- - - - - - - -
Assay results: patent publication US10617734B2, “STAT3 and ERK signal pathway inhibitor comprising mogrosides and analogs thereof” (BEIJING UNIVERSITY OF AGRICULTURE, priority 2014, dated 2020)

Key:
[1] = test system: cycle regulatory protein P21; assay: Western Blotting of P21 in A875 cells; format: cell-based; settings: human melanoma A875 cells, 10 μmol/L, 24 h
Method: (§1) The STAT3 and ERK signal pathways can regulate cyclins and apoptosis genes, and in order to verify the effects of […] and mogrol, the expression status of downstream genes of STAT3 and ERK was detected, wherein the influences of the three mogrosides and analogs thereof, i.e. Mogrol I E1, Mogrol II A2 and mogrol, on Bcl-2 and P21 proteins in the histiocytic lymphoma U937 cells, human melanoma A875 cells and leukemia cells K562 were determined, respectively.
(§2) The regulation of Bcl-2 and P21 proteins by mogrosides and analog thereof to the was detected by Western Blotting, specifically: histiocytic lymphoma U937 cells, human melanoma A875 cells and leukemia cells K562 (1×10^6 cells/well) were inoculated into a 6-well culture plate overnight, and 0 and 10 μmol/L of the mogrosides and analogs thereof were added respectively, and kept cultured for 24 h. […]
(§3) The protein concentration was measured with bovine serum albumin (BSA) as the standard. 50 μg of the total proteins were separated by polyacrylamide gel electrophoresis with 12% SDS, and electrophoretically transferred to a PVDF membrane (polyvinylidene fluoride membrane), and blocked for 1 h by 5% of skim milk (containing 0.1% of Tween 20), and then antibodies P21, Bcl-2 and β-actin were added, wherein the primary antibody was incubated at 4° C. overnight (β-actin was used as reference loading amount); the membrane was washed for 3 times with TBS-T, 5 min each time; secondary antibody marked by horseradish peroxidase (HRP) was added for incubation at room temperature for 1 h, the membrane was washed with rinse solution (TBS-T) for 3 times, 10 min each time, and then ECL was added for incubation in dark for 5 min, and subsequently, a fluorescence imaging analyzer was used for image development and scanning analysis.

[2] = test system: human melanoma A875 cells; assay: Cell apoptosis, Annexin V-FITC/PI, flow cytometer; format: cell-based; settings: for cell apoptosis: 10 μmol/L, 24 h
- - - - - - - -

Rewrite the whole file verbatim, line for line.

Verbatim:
Assay results: patent publication US10617734B2, “STAT3 and ERK signal pathway inhibitor comprising mogrosides and analogs thereof” (BEIJING UNIVERSITY OF AGRICULTURE, priority 2014, dated 2020)

Key:
[1] = test system: cycle regulatory protein P21; assay: Western Blotting of P21 in A875 cells; format: cell-based; settings: human melanoma A875 cells, 10 μmol/L, 24 h
Method: (§1) The STAT3 and ERK signal pathways can regulate cyclins and apoptosis genes, and in order to verify the effects of […] and mogrol, the expression status of downstream genes of STAT3 and ERK was detected, wherein the influences of the three mogrosides and analogs thereof, i.e. Mogrol I E1, Mogrol II A2 and mogrol, on Bcl-2 and P21 proteins in the histiocytic lymphoma U937 cells, human melanoma A875 cells and leukemia cells K562 were determined, respectively.
(§2) The regulation of Bcl-2 and P21 proteins by mogrosides and analog thereof to the was detected by Western Blotting, specifically: histiocytic lymphoma U937 cells, human melanoma A875 cells and leukemia cells K562 (1×10^6 cells/well) were inoculated into a 6-well culture plate overnight, and 0 and 10 μmol/L of the mogrosides and analogs thereof were added respectively, and kept cultured for 24 h. […]
(§3) The protein concentration was measured with bovine serum albumin (BSA) as the standard. 50 μg of the total proteins were separated by polyacrylamide gel electrophoresis with 12% SDS, and electrophoretically transferred to a PVDF membrane (polyvinylidene fluoride membrane), and blocked for 1 h by 5% of skim milk (containing 0.1% of Tween 20), and then antibodies P21, Bcl-2 and β-actin were added, wherein the primary antibody was incubated at 4° C. overnight (β-actin was used as reference loading amount); the membrane was washed for 3 times with TBS-T, 5 min each time; secondary antibody marked by horseradish peroxidase (HRP) was added for incubation at room temperature for 1 h, the membrane was washed with rinse solution (TBS-T) for 3 times, 10 min each time, and then ECL was added for incubation in dark for 5 min, and subsequently, a fluorescence imaging analyzer was used for image development and scanning analysis.

[2] = test system: human melanoma A875 cells; assay: Cell apoptosis, Annexin V-FITC/PI, flow cytometer; format: cell-based; settings: for cell apoptosis: 10 μmol/L, 24 h